Sony have to be applauded, they’ve managed to turn the PSP around from its year long lull into one hell of a platform in the second half of this year. There are some brilliant games out there right now – Loco Roco, Motorstorm, GTA: Chinatown Wars, LittleBigPlanet – and most major studios are right behind the machine, invigorated by the PSPgo and Sony’s new found fondness for digital distribution.
One of the PSN Store highlights for me each week are the PSP minis, download-only games from a number of studios designed to be smaller in size but no less potent in playability, and clearly aimed at a slice of the massive pie Apple have created with the iPhone. There was even a proper launch, and although we’ve covered most of the minis in our two round-ups [1, 2] they continue to trickle out each Thursday.
Before the annoyingly lowercase typed minis launched we spoke to Icon Games Entertainment’s Rich Hill-Whittall, who said that at that point Sony were actively seeking out developers to create games for the platform. “Sony emailed us with information and it went from there,” he said, speaking to TheSixthAxis. There was talk of free development kits but even the ‘full price’ SDK is just a thousand Euro, so affordable for even the smallest studio.
Whilst I’ve blogged about the desire to get back into games development before, it would probably be minis that I’d aim at, because with the buzz around the PSP at the moment and the fact that it’s apparently a relatively accessible device to develop for, sports a nice high resolution screen, plenty of RAM, consistent CPU and offers a full array of buttons and control inputs, it would seem like the easiest target to aim at.
The ‘cap’ for minis is 100MB, which should be plenty big enough for most downloadable titles.
“Coming from developing 40MB WiiWare titles, 100MB is more than enough for us, so this isn’t an issue right now,” said Rich, who’s also incredibly positive about the whole digitial download market. “It is absolutely amazing – right now it is the most exciting time to be an indie developer I’ve known since I started 14 years ago; by a long way. I imagine it is similar to how it felt in the early days of C64 / Spectrum development,” he told us.
It seems the PSP userbase is also rather bouyant about minis. I spoke with Impressionware’s Luigi Fumero today too, the mastermind behind popular puzzler Vempire, who claims his game is “doing quite well.” Developers are reluctant to go into specifics, contractually or otherwise, but Luigi told me that despite not seeing any solid sales statistics from the USA yet, European sales were initially “not too bad.”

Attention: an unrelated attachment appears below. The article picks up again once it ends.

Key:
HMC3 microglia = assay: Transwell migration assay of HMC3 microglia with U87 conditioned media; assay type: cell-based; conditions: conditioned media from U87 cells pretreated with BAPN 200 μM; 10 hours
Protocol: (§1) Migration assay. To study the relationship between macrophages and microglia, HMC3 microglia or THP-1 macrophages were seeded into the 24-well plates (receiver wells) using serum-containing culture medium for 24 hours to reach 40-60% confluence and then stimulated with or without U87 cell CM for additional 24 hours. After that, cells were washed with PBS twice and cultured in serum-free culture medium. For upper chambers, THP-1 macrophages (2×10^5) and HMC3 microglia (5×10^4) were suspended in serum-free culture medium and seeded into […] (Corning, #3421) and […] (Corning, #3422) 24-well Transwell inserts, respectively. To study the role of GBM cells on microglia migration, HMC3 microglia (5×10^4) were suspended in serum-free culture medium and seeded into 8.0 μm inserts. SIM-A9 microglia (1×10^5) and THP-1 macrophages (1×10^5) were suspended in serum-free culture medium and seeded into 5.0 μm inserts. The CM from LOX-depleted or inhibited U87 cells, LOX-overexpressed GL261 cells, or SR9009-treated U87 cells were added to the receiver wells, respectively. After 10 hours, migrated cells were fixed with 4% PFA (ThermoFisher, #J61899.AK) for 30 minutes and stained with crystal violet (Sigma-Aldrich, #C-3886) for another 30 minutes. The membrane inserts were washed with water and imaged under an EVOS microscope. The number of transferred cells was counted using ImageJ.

Just like the iPhone’s Appstore, developers and publishers can tweak the pricing if required. Luigi told me that his team modified the price a couple of weeks after the game came out and “sales have picked up quite a lot,” following that up with the notion that Impressionware are “definitely going to develop another game if the sales in the USA mirror the ones in Europe.” Looks like it’s in your hands, American readers.
And speaking of the States, I also got the chance to have a quick chat with Creat Studio’s Scott Hyman, a name you might recognise from the PlayStation Blog and the man at the head of the team behind two minis on the Store: Alien Havoc and Bubble Trubble. He echoed Luigi’s sentiments, saying that “overall, we’ve been quite happy, since the Mini program has opened a new business opportunity.”
The difference with Creat Studios is that they’ve worked hard on the PS3 side of the PlayStation Store, not just the PSP aspect.
Notching up an impressive seven titles this year, PSP minis allowed Creat Studios a couple of diversions. “Our first two Mini titles,” Scott told me, “were made for very small budgets and were pet projects of Creat’s employees. This program allowed them to develop their creative inspirations and get them to market quickly and efficiently.” I like this way of working – letting developers go off on a tangent creatively and then get it onto the Store.
“The Mini program is also a good incubator for a company like Creat Studios,” said Hyman. “We have a good number of other Mini titles in the works, and many of them might be worthy of developing as full-blown PSN titles. By releasing them in the Mini format, we can get feedback on the games in many ways. Sales numbers certainly help, but we value the feedback on gameplay, style, features and enjoyment just as much.”
Refreshingly, support for Sony themselves is universally positive amongst the developers I’ve spoken with. “They’ve provided marketing on the PSN Store, their blog and elsewhere, and they’re always responsive to any issues or questions we have,” said Scott. “Their devotion to their developers was the most significant reason we’ve chosen to be part of the Mini program, and why we are continuing.”
“It is good that the PSP is now a viable platform again,” said Icon’s Rich. Couldn’t agree more.